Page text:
Before settlement by members of the LDS Church, the Shoshone, Ute, and Paiute had dwelt in the Salt Lake Valley for thousands of years. At the time of Salt Lake City's founding, the valley was within the territory of the Northwestern Shoshone; however, occupation was seasonal, near streams emptying from canyons into the Salt Lake Valley. One of the local Shoshone tribes, the Western Goshute tribe, referred to the Great Salt Lake as Pi'a-pa, meaning "big water", or Ti'tsa-pa, meaning "bad water". The land was treated by the United States as public domain; no aboriginal title by the Northwestern Shoshone was ever recognized by the United States or extinguished by treaty with the United States. The first U.S. explorer in the Salt Lake area is believed to be Jim Bridger in 1825, although others had been in Utah earlier, some as far north as the nearby Utah Valley (the Dominguez-Escalante expedition of 1776 were undoubtedly aware of Salt Lake Valley's existence). U.S. Army officer John C. Frémont surveyed the Great Salt Lake and the Salt Lake Valley in 1843 and 1845. The Donner Party, a group of ill-fated pioneers, had traveled through the Great Salt Lake Valley in August 1846.
The valley's first permanent settlements date to the arrival of the Latter-day Saints on July 24, 1847. They had traveled beyond the boundaries of the United States into Mexican Territory seeking a secluded area to safely practice their religion away from the violence and the persecution they experienced in the East. Upon arrival at the Salt Lake Valley, president of the church Brigham Young is recorded as stating, "This is the right place, drive on." Brigham Young claimed to have seen the area in a vision prior to the wagon train's arrival. They found the broad valley empty of any human settlement.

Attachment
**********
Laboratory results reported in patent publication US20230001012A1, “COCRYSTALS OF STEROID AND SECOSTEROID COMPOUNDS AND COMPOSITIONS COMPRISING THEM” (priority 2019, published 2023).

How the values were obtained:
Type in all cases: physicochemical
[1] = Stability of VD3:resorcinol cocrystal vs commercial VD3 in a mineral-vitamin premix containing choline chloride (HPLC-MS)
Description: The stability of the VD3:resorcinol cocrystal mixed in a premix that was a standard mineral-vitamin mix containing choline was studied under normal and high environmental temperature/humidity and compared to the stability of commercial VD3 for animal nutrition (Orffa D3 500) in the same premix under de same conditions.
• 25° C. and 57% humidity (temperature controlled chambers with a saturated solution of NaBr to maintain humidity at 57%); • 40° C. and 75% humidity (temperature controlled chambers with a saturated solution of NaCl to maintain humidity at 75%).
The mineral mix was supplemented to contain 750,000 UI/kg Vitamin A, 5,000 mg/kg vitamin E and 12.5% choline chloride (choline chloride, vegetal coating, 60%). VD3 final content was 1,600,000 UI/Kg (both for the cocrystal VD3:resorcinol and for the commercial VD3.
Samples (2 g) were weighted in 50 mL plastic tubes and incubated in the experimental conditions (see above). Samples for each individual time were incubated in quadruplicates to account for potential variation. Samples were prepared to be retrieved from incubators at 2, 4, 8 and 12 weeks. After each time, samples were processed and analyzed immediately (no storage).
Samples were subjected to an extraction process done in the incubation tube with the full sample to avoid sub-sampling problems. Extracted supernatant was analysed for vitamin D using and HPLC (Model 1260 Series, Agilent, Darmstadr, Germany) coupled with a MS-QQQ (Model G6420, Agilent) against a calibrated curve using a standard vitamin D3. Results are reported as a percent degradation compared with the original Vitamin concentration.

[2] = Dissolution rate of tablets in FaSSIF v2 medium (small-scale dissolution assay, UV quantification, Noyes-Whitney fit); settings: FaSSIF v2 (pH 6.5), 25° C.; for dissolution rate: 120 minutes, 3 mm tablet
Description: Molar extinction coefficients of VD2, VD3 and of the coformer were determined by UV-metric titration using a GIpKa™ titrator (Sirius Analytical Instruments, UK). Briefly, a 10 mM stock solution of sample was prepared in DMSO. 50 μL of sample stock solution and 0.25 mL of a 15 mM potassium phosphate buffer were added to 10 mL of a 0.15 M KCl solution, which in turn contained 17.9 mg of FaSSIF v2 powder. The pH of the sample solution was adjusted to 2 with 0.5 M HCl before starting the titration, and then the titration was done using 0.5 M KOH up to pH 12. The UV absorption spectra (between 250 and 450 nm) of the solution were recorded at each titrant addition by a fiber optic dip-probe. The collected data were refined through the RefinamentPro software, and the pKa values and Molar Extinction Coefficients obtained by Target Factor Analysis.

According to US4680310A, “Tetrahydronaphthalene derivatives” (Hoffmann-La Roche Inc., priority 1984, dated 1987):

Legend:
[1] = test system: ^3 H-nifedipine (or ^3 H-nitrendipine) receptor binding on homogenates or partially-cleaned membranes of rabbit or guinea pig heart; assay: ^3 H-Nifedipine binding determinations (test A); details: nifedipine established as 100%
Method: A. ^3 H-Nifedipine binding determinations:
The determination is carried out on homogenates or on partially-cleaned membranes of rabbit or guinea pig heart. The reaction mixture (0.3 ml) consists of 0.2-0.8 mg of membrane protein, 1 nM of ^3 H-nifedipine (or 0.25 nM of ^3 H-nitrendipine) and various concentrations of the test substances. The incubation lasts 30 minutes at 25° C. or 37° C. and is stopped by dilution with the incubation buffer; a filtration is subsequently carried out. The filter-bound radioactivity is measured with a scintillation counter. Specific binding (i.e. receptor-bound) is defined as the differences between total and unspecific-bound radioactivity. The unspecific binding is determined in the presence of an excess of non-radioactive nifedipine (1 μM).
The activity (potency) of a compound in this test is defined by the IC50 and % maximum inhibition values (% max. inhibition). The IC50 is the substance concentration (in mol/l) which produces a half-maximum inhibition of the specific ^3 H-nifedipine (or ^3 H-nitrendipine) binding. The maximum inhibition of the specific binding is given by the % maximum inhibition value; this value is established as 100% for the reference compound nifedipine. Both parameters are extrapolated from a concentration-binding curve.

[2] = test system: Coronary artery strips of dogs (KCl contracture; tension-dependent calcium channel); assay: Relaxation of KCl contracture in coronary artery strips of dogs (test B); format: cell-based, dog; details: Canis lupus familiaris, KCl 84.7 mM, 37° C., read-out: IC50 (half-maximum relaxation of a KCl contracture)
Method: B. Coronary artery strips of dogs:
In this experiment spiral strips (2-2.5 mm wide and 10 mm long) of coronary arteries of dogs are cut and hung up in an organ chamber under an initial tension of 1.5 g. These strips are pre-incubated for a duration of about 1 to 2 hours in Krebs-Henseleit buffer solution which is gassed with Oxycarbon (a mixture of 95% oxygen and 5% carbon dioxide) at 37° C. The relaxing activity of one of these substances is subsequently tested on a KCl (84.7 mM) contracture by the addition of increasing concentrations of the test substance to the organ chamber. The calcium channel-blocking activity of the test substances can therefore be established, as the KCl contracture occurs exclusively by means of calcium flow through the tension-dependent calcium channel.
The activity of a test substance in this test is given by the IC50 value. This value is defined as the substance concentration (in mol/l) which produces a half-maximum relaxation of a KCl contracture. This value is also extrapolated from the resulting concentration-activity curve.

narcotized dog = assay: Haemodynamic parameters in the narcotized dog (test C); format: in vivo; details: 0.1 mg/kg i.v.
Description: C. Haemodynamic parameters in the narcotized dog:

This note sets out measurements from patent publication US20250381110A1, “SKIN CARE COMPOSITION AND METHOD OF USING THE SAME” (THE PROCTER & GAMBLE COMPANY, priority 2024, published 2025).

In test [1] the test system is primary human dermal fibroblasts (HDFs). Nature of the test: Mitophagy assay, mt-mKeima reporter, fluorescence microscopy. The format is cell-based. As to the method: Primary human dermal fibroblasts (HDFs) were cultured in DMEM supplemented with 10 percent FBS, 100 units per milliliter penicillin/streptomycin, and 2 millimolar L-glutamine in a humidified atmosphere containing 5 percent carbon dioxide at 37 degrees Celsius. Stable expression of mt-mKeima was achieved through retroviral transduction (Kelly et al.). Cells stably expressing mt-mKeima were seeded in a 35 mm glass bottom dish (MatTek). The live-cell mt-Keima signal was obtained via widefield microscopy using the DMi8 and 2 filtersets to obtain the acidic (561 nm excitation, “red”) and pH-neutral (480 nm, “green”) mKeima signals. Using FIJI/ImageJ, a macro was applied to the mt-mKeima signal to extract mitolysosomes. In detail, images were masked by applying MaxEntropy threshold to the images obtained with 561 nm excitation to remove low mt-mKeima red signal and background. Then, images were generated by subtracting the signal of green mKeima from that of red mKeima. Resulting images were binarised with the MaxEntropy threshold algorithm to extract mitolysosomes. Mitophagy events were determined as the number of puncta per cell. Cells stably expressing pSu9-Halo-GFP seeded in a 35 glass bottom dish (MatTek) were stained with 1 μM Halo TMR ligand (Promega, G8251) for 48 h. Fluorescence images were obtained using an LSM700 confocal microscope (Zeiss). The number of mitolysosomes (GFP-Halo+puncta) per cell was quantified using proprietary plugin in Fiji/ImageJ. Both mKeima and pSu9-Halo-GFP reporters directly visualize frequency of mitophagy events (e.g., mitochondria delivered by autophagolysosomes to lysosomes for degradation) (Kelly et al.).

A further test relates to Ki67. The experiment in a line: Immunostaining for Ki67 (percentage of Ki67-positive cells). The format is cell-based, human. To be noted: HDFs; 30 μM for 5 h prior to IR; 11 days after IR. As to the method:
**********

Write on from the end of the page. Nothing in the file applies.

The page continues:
Part of Main Street, 1890
Four days after arriving in the Salt Lake Valley, Brigham Young designated the building site for the Salt Lake Temple, which would become a famous landmark for the church and for Salt Lake City.
The Salt Lake Temple, constructed on the block later called Temple Square, took 40 years to complete. Construction started in 1853, and the temple was dedicated on April 6, 1893. The temple has become an icon for the city and serves as its centerpiece. In fact, the southeast corner of Temple Square is the initial point of reference for the Salt Lake meridian, and for all addresses in the Salt Lake Valley.